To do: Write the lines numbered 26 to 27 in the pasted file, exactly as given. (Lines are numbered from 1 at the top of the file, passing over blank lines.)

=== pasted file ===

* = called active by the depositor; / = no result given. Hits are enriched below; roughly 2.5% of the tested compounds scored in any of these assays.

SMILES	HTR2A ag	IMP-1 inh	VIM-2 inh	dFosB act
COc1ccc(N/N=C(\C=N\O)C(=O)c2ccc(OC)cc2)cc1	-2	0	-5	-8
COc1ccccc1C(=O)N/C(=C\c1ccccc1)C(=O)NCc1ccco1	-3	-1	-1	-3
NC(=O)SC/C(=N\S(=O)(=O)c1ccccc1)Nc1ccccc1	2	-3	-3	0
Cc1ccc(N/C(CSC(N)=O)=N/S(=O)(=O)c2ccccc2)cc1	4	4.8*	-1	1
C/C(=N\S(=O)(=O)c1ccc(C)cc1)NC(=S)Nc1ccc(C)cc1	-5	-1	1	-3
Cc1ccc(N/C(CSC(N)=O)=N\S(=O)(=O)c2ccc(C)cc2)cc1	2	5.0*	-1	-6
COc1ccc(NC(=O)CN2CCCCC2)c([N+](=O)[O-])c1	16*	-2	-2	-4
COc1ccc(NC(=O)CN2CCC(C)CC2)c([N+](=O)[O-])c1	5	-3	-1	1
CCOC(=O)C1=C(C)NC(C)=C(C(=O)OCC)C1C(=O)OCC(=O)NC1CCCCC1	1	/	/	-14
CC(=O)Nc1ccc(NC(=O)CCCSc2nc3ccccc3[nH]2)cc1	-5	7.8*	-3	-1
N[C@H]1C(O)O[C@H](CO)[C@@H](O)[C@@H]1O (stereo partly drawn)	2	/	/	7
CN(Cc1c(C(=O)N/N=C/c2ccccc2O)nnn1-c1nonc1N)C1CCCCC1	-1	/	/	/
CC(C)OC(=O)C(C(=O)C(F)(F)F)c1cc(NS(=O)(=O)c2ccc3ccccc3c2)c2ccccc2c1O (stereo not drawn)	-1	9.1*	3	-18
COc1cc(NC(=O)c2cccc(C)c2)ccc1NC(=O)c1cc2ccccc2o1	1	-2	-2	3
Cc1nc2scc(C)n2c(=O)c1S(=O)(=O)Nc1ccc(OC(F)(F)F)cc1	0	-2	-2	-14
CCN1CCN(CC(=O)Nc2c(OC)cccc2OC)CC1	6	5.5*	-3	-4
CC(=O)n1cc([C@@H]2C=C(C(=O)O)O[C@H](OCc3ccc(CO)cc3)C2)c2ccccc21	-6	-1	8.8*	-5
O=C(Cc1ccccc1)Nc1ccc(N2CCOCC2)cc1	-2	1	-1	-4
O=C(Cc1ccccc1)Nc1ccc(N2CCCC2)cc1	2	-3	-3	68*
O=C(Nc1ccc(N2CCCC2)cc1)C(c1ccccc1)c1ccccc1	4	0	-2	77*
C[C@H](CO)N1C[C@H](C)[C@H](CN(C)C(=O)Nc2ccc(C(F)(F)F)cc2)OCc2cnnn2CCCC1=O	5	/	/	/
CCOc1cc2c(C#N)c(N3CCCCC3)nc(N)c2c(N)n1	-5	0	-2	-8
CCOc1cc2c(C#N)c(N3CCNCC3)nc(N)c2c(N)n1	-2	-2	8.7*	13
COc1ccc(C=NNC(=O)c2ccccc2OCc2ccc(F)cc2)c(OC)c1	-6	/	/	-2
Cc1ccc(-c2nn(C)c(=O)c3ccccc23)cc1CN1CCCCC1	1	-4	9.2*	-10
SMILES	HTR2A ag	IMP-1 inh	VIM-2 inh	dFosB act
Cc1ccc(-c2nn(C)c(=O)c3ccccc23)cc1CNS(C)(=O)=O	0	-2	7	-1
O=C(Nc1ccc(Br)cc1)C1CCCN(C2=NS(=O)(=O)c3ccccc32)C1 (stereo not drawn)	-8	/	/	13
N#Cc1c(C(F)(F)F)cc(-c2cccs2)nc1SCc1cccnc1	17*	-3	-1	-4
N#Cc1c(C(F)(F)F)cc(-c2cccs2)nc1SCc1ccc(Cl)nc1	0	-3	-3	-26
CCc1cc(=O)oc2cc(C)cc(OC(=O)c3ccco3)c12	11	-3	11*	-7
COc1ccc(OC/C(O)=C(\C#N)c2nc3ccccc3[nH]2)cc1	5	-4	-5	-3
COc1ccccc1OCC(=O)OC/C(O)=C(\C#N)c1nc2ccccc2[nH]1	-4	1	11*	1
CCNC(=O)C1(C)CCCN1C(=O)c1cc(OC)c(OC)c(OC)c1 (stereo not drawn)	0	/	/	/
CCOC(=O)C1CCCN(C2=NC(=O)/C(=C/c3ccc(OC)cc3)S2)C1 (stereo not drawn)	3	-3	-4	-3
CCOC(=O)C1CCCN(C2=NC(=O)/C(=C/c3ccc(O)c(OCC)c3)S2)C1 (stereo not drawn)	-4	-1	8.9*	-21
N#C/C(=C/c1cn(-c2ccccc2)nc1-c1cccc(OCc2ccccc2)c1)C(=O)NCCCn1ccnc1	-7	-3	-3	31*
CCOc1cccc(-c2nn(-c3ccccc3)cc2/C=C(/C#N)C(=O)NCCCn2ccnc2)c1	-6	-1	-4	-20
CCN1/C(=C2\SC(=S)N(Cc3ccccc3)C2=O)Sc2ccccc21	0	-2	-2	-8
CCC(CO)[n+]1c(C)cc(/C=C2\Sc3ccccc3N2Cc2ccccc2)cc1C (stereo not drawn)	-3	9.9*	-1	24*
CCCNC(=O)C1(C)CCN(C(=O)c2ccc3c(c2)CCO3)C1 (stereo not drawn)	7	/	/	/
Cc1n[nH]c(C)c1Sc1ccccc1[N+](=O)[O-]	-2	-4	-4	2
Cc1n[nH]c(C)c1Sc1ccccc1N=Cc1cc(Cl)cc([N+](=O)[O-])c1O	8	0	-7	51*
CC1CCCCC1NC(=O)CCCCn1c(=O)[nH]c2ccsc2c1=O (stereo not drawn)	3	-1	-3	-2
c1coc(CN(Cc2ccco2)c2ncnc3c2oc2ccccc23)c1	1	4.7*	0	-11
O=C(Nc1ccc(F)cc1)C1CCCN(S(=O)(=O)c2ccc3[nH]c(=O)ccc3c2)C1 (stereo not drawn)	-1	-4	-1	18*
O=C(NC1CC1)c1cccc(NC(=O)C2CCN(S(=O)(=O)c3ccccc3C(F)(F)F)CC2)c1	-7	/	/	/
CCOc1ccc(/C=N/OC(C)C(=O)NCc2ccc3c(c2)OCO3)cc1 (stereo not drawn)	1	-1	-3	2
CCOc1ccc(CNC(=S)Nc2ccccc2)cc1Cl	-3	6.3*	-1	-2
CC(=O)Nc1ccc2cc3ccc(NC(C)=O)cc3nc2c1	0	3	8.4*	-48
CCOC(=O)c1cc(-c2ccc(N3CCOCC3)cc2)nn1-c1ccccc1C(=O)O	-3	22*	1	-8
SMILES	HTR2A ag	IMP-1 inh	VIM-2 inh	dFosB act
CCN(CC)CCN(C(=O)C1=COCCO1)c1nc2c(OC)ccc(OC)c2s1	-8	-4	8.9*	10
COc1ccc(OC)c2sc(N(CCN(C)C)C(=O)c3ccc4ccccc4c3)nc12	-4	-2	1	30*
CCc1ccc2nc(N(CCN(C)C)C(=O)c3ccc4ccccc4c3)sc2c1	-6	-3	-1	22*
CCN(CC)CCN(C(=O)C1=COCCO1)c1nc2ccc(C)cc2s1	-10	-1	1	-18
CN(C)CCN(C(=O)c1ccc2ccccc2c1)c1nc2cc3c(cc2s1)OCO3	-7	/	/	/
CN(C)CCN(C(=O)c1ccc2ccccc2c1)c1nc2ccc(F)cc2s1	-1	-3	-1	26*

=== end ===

COc1ccc(C=NNC(=O)c2ccccc2OCc2ccc(F)cc2)c(OC)c1	-6	/	/	-2
Cc1ccc(-c2nn(C)c(=O)c3ccccc23)cc1CN1CCCCC1	1	-4	9.2*	-10